There's nothing better than walking uphill to get better at walking uphill! But, what if you don't have access to hills and mountains, and is that really true?
|The training for the new alpinism book|
Traditionally, hillwalkers, mountaineers, alpinists and rock climbers have always looked upon training as cheating or something weird. Competitive mountaineering only really existed in the Soviet Union and as indoor climbing walls began to open they were viewed with mixed feeling amongst the climbing community.
Mountain sports (or pastimes) have always been seen as a lifestyle rather than solely a sport or game to be played. Those who practice them are often more integrated into a broader lifestyle or community than those who play other, more traditional sports, such as tennis or football. They are seen as 'extreme' or 'unusual', and we therefore must be 'risk takers' and 'odd'! To some extent this is true, in that they can have a higher level of risk attached to them, however, often it is that decision making to be able to avoid, reduce and accept the risks that draws many of us into the sports. In our modern world, being able to take some control in an environment with real risks, is a rarity.
|Training or just enjoying a day out ski touring?|
As such, there are very few good books or articles written on the subject of training specifically for the mountains. Most of our mountain training comes from pure practice of the sport itself, or adapted from athletics and other mainstream sports. I have always had an interest in physiology and training, which hasn't always translated to being really fit and accomplishing my mountain goals; but it has resulted in years of reading and research. On some of my first mountaineering trips I can remember asking myself how I could get more hill fit and psychologically prepared for these.
The first book I came across, and one that is almost legend, is Extreme Alpinism, Climbing Light, Fast & High by Mark F. Twight and James Martin. I can recall reading it over and over, dreaming of all of the adventures their training secrets could take me on. And so it began, I would swim lengths of the pool for an hour or more at a time, because it was boring and so was walking on a trail or super long glacier, but at the same time it didn't impact my joints and I still had to retain enough focus to avoid breathing at the wrong moment. At the local gym I would be the weird one who got on the step machine with a rucksack on for ages, and one of the few women who used the free weights - so much so, that one of the instructors that still works there recognises me ten years later if I visit when I'm visiting family in London! I biked across London to work, went to the climbing wall for a few hours afterwards, and then biked home - barely able to hold onto the handlebars on occasion (the climbing wall was almost further away from home than work was!)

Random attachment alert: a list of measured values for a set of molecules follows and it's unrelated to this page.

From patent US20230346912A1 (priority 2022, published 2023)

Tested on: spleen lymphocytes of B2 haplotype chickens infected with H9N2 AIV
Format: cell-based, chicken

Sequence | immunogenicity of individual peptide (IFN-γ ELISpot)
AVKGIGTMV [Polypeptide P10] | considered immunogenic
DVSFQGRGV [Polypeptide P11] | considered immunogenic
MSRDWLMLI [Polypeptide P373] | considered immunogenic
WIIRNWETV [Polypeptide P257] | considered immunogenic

A few years later I moved to Snowdonia were I began to experiment with long days in the mountains, occasionally only eating before and after my exercise, my first foray into trying to understand what foods my body required, and how to become better at using fat stores.
And then, a few years ago, Training for the New Alpinism arrived. I had vaguely followed the Gym Jones youtube channel, and can remember preordering the book at work. At the time, I was probably the only person in the centre excited about it. Now, the majority of my colleagues have heard of Scott's Killer Core Workout, and quite a few of them own the book too. In 2019, a follow up book, Training for the Uphill Athlete, a manual for mountain runners and ski mountaineers by Steve House, Scott Johnson and Kilian Jornet arrived.
As with most training books, there is a lot of information, and it is nearly impossible to read and retain it in one sitting. Throughout the manuals there are stories from famous mountain athletes about times their training did or didn't go well and the results. This is a cool reminder of the fact that they are human too, and it's not always bad weather than forces you to abandon your plans.
The first year I began actively using the book, was also the first time I had actively engaged in training my core for several years. I was due to go on a ski mountaineering expedition to Mount Logan, and wanted to be as resilient as I could be. Completing Scott's Killer Core Workout twice a week was something I knew I would be able to fit in. Working in the mountains can make you pretty tired at times, and so adding too much training too soon could result in getting ill.